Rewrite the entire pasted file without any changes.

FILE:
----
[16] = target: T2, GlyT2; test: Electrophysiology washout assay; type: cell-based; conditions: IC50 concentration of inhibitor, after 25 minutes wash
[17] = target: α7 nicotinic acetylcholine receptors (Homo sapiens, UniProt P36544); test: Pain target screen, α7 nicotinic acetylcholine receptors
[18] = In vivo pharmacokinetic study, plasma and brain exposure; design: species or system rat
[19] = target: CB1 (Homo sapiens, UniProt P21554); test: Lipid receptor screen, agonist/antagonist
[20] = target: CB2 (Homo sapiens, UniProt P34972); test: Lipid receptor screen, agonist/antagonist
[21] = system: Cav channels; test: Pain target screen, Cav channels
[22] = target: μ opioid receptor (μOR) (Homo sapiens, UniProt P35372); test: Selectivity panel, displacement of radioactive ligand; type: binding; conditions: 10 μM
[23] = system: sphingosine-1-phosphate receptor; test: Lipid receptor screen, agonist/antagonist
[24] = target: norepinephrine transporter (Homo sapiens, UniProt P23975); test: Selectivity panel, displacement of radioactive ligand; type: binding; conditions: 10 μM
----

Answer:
[16] = target: T2, GlyT2; test: Electrophysiology washout assay; type: cell-based; conditions: IC50 concentration of inhibitor, after 25 minutes wash
[17] = target: α7 nicotinic acetylcholine receptors (Homo sapiens, UniProt P36544); test: Pain target screen, α7 nicotinic acetylcholine receptors
[18] = In vivo pharmacokinetic study, plasma and brain exposure; design: species or system rat
[19] = target: CB1 (Homo sapiens, UniProt P21554); test: Lipid receptor screen, agonist/antagonist
[20] = target: CB2 (Homo sapiens, UniProt P34972); test: Lipid receptor screen, agonist/antagonist
[21] = system: Cav channels; test: Pain target screen, Cav channels
[22] = target: μ opioid receptor (μOR) (Homo sapiens, UniProt P35372); test: Selectivity panel, displacement of radioactive ligand; type: binding; conditions: 10 μM
[23] = system: sphingosine-1-phosphate receptor; test: Lipid receptor screen, agonist/antagonist
[24] = target: norepinephrine transporter (Homo sapiens, UniProt P23975); test: Selectivity panel, displacement of radioactive ligand; type: binding; conditions: 10 μM